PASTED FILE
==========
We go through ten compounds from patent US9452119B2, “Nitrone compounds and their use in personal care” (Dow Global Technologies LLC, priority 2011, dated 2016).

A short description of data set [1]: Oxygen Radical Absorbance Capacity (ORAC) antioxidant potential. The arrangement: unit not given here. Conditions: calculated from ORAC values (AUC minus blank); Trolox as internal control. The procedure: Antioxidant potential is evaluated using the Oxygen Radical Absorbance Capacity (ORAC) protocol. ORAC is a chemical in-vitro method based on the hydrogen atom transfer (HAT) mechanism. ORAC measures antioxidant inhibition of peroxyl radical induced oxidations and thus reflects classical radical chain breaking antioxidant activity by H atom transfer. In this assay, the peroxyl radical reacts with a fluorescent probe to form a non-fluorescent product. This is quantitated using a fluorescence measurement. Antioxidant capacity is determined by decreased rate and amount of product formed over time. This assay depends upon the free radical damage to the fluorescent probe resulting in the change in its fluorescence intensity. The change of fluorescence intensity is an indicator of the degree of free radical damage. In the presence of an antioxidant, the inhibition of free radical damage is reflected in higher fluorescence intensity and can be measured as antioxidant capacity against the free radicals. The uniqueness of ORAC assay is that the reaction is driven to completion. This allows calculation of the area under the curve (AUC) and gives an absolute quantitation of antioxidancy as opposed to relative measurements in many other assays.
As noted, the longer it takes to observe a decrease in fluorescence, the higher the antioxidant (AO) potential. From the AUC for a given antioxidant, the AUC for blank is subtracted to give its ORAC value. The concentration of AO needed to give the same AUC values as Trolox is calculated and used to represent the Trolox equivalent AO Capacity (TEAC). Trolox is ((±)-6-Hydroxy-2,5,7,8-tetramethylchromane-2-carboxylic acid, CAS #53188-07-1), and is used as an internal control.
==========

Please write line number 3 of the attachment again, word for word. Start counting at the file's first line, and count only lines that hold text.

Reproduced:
As noted, the longer it takes to observe a decrease in fluorescence, the higher the antioxidant (AO) potential. From the AUC for a given antioxidant, the AUC for blank is subtracted to give its ORAC value. The concentration of AO needed to give the same AUC values as Trolox is calculated and used to represent the Trolox equivalent AO Capacity (TEAC). Trolox is ((±)-6-Hydroxy-2,5,7,8-tetramethylchromane-2-carboxylic acid, CAS #53188-07-1), and is used as an internal control.